“ In smaller organisations the board itself may play a more instrumental role in support of management in the development of strategy prior to its submissions to the board for approval.”

To formulate strategy, offsite sessions are often recommended by business commentators and advisers to minimise distraction and to allow a different type of thinking from day to day or regular work to occur. Annual sessions are common in strategy development and review, although more frequent reporting (at least quarterly or half yearly) is common with respect to the board monitoring the organisation’s progress against its strategic plan. Developing and communicating a clear strategy for the organisation can help to build stakeholder and investor confidence.

The board’s role in setting ethical standards?

Compliance with the law is the minimum standard for running an organisation. There are ethical values which should govern the way in which an organisation operates. It is now widely accepted that inculcating those values in an organisation’s culture is an essential role for the board. For example Principle 3 of the ASX Corporate Governance Council's Corporate Governance Principles and Recommendations 3e (2014) is that “a listed entity should act ethically and responsibly”.

All directors would do well to heed the advice of Owen J, who conducted the Royal Commission inquiry into the collapse of the HIH insurance group:

"Did anyone stand back and ask themselves the simple question – is this right? ...Right and wrong are moral concepts, and morality does not exist in a vacuum. I think all those who participate in the direction and management of public companies, as well as their professional advisers, need to identify and examine what they regard as the basic moral underpinning of their system of values.”

The role of the board in APRA-regulated organisations?

The prudential standards of the Australian Prudential Regulation Authority (APRA) outline special requirements of directors of its regulated entities, such as  banks, building societies, insurance companies and superannuation funds. There are fit and proper standards relating to responsible persons who are the directors and senior management. To be accepted as “fit and proper” a director must have the necessary skills, knowledge, experience, diligence and soundness of judgement to undertake the duties of the role.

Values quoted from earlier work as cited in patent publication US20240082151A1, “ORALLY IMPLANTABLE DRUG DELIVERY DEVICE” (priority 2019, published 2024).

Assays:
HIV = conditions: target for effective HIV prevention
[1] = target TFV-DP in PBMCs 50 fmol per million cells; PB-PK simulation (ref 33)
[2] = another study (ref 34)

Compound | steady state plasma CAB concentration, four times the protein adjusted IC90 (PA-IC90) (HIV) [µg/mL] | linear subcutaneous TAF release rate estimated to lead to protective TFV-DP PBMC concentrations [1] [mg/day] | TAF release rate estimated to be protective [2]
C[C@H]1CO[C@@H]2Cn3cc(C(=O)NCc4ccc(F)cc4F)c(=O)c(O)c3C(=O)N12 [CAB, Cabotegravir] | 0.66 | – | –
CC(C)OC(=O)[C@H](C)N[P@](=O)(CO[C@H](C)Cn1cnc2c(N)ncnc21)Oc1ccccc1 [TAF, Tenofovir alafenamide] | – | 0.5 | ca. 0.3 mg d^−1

People who have been unwilling to comply with legal obligations, have breached fiduciary duties, been negligent or deceitful, have been disciplined, disqualified or subject to an enforcement action by a professional or regulatory body regarding honesty and integrity, have been substantially involved in a business failure or held in bad repute in a business community are deemed to not be fit and proper. APRA expects an annual review of a person’s fitness and propriety. See, for example, Prudential Standard CPS 520 'Fit and proper' (January 2013).


This document is part of a Director Tools series prepared by the Australian Institute of Company Directors. This series has been designed to provide general background information and as a starting point for undertaking a board-related activity. It is not designed to replace legal advice or a detailed review of the subject matter. The material in this document does not constitute legal, accounting or other professional advice. While reasonable care has been taken in its preparation, the Australian Institute of Company Directors does not make any express or implied representations or warranties as to the completeness, currency, reliability or accuracy of the material in this document. This document should not be used or relied upon as a substitute for professional advice or as a basis for formulating business decisions. To the extent permitted by law, the Australian Institute of Company Directors excludes all liability for any loss or damage arising out of the use of the material in this document. Any links to third-party websites are provided for convenience only and do not represent endorsement, sponsorship or approval of those third parties, or any products and/or services offered by third parties, or any comment on the accuracy or currency of the information included in third party websites. The opinions of those quoted do not necessarily represent the view of the Australian Institute of Company Directors.